Portuguese Day Parade celebrates culture, community
Jericho Turnpike was transformed into a festive and frolicking celebration of a unique and vibrant culture as the annual Portuguese Day Parade drew thousands together on the streets of Mineola on June 12.
According to parade Grand Marshal Gabriel Marques, the Portuguese Day Parade, currently in its third year, is a cherished bright and colorful event that reflects the wonderful cultural melting pot that is Mineola.
“This is a very important event for the Portuguese community…it’s not just another parade,” he said. “This really hits you in the heart. You’re going to look on the sidelines and see people crying, getting very emotional about what’s going on. It’s very special…it’s that one day of the year where nothing else matters. Whatever divides us disappears, and it’s all about making friends and celebrating our traditions.”
This is the first year that every Portuguese organization in the state (46 in total) participated in the parade and in total, more than 50 organizations, including nonprofits, charity groups, businesses, sports clubs and schools took part. More than 10,000 people stood on the streets of Mineola, cheering on the 3,000 marchers walking and dancing and riding on floats, motorcycles and in antique cars.
The 1.5 mile parade started at Chaminade High School and traveled east on Jericho Turnpike, eventually ending at Williston Park where attendees enjoyed the Mineola Portuguese Center’s carnival, which took place all weekend.
According to Marques, Mineola boasts a large and proud Portuguese population of at least 5,000, with an additional 10,000 or so in its outlying areas, extending into Suffolk County. It was this strong presence that allowed the Mineola Portuguese Day Parade to become such a success after several failed attempts to hold the event elsewhere over the years.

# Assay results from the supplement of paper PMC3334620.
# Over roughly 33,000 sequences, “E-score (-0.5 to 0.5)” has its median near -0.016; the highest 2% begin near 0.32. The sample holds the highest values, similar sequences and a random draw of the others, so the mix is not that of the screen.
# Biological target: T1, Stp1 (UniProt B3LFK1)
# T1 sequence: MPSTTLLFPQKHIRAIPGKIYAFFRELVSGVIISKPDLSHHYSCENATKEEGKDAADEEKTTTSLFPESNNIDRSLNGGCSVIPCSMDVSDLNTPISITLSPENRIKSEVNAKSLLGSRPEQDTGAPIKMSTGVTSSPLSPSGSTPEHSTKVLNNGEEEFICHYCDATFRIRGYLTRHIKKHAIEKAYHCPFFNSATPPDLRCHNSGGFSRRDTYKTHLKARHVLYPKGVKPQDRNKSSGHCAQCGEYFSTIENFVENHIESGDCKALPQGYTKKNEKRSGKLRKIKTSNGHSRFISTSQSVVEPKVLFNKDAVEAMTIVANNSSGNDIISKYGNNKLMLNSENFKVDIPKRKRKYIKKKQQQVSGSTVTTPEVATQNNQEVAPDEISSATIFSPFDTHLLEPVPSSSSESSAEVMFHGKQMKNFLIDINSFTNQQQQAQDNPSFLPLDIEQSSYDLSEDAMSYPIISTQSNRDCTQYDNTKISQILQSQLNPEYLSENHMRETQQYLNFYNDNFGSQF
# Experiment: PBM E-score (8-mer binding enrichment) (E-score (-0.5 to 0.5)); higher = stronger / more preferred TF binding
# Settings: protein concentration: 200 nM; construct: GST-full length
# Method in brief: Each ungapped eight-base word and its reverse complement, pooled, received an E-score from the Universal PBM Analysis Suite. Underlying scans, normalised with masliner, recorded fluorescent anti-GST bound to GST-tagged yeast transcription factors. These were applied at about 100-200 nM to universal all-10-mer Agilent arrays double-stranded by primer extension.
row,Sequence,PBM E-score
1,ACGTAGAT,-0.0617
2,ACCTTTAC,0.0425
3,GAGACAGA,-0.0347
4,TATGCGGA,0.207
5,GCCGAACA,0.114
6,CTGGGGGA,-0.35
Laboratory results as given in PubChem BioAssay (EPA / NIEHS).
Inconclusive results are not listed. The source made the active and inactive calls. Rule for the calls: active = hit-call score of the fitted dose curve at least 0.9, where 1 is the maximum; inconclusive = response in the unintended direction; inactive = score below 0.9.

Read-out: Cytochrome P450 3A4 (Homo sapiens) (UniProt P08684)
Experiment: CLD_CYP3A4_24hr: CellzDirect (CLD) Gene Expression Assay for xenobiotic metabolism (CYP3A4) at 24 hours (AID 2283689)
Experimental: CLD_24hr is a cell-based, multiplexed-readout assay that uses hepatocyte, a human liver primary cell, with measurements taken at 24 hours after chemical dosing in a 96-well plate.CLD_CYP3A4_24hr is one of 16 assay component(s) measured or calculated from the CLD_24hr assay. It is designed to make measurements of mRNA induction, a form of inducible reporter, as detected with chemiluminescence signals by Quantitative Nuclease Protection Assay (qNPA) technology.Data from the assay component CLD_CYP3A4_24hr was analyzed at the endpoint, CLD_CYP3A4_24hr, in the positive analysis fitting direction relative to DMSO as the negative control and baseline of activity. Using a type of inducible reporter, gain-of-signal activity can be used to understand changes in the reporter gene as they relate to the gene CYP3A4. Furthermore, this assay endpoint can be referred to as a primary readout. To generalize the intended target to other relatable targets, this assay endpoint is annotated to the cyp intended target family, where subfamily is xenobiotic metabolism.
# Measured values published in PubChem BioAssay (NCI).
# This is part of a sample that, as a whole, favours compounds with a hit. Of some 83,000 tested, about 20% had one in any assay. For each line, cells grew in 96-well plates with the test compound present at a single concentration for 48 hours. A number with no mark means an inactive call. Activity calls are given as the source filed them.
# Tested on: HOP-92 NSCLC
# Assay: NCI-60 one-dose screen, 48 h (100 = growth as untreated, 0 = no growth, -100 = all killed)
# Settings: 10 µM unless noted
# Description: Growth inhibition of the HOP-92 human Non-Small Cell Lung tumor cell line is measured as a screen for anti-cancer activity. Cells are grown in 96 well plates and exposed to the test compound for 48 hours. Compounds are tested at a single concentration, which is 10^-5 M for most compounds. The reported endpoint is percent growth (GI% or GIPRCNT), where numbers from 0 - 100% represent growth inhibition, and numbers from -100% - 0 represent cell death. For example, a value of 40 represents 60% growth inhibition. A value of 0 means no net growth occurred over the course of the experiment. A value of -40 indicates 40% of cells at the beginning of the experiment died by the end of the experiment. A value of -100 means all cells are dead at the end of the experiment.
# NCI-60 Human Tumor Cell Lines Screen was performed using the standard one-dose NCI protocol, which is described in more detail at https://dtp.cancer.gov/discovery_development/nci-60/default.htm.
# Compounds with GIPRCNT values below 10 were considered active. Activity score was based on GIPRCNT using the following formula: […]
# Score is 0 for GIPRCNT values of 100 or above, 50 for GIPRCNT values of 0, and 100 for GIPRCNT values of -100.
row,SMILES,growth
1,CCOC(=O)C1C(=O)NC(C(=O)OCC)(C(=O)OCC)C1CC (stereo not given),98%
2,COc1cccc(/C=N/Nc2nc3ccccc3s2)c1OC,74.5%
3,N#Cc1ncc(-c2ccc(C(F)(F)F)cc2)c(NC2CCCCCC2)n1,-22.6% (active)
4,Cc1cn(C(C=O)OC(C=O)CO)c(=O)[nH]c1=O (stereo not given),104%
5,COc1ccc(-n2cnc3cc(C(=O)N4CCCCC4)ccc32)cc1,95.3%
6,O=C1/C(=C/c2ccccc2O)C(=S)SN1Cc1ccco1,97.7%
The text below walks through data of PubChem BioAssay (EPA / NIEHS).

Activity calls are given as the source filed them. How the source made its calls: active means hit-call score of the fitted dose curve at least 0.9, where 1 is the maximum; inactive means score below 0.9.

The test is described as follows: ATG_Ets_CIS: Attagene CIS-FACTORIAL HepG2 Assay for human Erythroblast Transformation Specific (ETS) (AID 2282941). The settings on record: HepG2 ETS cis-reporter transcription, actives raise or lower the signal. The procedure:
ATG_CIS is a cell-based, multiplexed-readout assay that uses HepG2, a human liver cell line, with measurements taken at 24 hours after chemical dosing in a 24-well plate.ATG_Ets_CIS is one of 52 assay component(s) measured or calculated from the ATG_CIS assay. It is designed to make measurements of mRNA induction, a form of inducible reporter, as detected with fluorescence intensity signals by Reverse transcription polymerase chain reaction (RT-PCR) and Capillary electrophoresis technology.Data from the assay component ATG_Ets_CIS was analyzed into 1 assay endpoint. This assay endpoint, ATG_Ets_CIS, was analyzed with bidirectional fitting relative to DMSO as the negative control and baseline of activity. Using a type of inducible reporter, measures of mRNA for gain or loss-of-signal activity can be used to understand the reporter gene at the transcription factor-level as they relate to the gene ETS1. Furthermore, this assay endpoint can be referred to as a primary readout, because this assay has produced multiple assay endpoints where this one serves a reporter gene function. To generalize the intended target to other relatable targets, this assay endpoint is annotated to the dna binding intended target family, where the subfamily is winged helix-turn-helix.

“This is the only Portugal Day Parade in the entire state. They’ve tried setting it up over the years at different places but they could never get the cohesiveness of the community to work together to put something like this on,” Marques said. “But three years ago, we said we’re going to try just one more time because the community was starting to dwindle and if we were going to go out, we wanted to go out in a big way. However, we were completely able to reverse the trend in Mineola, and the parade was so successful that we were able to attract the second and third generation Portuguese who were just about ready to assimilate completely into America. Now everybody is excited about it and every year the parade gets bigger and more successful.”
Elena Marquez was on the sidelines of the parade with her two children, waving a Portuguese flag with obvious pride.
“I’ve come here to this very spot each year they’ve held the parade, and it’s always a wonderful feeling,” she said. “It’s a great event that brings together the Portuguese people and their supporters…everyone is welcome here and it’s great.”
At the center of the parade is Portuguese Day itself, a holiday created to ensure that no matter where in the world you may call home, your Portuguese roots are never forgotten or left to wither away, Marques said.
“Our culture is based on immigration, and the Portuguese government wanted to recognize that,” he said. “We wanted to maintain a network between all of the Portuguese who are outside of Portugal and those who are still there. So, we created Portugal Day, which is literally just a day to celebrate being Portuguese all over the world.”